Back-up withholding


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Back-Up Withholding

The garnishment of both regular income and investments for tax purposes. In most developed countries, a certain percentage of wages and salaries are withheld from the employee and paid directly to the tax authority. The same applies with many investment profits, including, but not limited to, dividends, commissions, and fees. It does not generally apply to real estate transactions. Governments instituted this regulation to avoid the possibility that a taxpayer may spend all his/her money before it is due to the tax authority, leaving it with the difficult process of collecting. In the United States, back-up withholding originated before the Civil War and was reinstituted in the 1940s.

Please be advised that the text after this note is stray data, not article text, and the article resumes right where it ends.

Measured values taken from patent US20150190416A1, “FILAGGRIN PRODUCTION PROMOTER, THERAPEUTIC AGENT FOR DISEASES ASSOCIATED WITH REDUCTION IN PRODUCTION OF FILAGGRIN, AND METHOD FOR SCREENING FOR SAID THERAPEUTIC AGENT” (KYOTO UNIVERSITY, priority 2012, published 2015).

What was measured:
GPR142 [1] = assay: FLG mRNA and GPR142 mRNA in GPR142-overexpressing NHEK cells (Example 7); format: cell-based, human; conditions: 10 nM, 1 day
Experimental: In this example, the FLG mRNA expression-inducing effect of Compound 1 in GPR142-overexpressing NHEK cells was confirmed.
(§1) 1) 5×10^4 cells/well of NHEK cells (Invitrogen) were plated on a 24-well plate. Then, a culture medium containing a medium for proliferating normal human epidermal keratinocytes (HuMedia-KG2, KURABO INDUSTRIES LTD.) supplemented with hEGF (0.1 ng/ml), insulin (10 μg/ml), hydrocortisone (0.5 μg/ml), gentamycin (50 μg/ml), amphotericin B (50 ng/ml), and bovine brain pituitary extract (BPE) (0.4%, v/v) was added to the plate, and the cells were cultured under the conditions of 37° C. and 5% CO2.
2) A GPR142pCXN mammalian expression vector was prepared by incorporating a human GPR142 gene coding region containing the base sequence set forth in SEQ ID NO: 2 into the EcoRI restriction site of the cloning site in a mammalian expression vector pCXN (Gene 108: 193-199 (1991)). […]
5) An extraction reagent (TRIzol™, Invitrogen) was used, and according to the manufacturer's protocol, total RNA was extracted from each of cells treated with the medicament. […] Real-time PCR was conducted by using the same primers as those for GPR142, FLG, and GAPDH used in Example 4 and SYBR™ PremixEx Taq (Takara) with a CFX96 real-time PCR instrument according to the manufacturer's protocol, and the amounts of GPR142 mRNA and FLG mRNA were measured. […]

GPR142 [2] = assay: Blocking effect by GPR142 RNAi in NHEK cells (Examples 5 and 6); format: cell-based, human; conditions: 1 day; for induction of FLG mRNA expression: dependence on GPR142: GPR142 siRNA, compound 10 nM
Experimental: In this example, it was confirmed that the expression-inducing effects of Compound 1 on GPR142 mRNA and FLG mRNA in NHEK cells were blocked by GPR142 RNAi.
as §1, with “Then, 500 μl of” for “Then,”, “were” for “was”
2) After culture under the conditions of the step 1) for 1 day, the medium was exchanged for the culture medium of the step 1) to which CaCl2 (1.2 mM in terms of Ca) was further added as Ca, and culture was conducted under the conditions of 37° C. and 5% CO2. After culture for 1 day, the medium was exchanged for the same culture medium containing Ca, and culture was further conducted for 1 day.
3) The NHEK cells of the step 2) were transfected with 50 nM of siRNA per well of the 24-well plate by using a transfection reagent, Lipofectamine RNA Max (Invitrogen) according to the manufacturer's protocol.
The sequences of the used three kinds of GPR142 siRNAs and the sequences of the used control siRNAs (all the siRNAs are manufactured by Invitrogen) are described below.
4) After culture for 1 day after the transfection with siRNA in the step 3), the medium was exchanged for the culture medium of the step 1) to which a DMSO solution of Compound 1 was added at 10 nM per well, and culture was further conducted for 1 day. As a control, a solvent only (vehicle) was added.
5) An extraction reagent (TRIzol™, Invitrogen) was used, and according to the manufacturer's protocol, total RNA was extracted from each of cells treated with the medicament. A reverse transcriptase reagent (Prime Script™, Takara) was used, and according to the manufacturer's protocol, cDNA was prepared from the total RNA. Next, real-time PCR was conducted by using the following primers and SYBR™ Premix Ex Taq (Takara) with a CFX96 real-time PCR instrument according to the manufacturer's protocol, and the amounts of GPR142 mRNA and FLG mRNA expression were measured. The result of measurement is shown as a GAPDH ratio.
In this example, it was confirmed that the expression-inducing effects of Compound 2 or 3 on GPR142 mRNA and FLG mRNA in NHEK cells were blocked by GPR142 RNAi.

Back-up withholding.

Back-up withholding is triggered when a bank, brokerage firm, or other institution pays interest, dividends, or other income that must be reported on IRS Form 1099 to a payee who does not provide a tax identification number (TIN), typically a Social Security number, or provides an incorrect number.

While income that's reported on Form 1099 is not normally subject to withholding, in this instance, the payer must withhold 28% of the gross amount as income tax.

You can avoid back-up withholding in most cases by providing a correct TIN using IRS form W-9. But if the IRS determines you have underreported your investment income, it may require back-up withholding even if the payer has your TIN.